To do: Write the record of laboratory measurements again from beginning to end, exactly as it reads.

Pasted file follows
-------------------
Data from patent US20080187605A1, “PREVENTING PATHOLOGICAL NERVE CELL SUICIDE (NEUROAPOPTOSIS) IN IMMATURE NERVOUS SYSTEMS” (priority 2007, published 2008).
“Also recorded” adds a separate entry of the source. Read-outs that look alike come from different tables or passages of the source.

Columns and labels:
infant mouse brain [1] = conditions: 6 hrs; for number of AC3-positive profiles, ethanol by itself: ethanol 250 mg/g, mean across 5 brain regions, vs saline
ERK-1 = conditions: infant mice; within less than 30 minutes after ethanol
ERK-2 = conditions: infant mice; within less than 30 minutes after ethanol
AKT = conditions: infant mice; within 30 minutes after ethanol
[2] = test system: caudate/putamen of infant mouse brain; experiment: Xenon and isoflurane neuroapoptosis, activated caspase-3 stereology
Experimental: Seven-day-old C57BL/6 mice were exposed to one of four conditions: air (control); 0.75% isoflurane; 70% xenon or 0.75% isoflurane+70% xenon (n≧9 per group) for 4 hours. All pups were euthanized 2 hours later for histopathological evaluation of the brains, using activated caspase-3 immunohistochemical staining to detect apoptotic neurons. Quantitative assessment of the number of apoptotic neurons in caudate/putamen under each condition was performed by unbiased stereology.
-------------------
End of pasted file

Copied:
Data from patent US20080187605A1, “PREVENTING PATHOLOGICAL NERVE CELL SUICIDE (NEUROAPOPTOSIS) IN IMMATURE NERVOUS SYSTEMS” (priority 2007, published 2008).
“Also recorded” adds a separate entry of the source. Read-outs that look alike come from different tables or passages of the source.

Columns and labels:
infant mouse brain [1] = conditions: 6 hrs; for number of AC3-positive profiles, ethanol by itself: ethanol 250 mg/g, mean across 5 brain regions, vs saline
ERK-1 = conditions: infant mice; within less than 30 minutes after ethanol
ERK-2 = conditions: infant mice; within less than 30 minutes after ethanol
AKT = conditions: infant mice; within 30 minutes after ethanol
[2] = test system: caudate/putamen of infant mouse brain; experiment: Xenon and isoflurane neuroapoptosis, activated caspase-3 stereology
Experimental: Seven-day-old C57BL/6 mice were exposed to one of four conditions: air (control); 0.75% isoflurane; 70% xenon or 0.75% isoflurane+70% xenon (n≧9 per group) for 4 hours. All pups were euthanized 2 hours later for histopathological evaluation of the brains, using activated caspase-3 immunohistochemical staining to detect apoptotic neurons. Quantitative assessment of the number of apoptotic neurons in caudate/putamen under each condition was performed by unbiased stereology.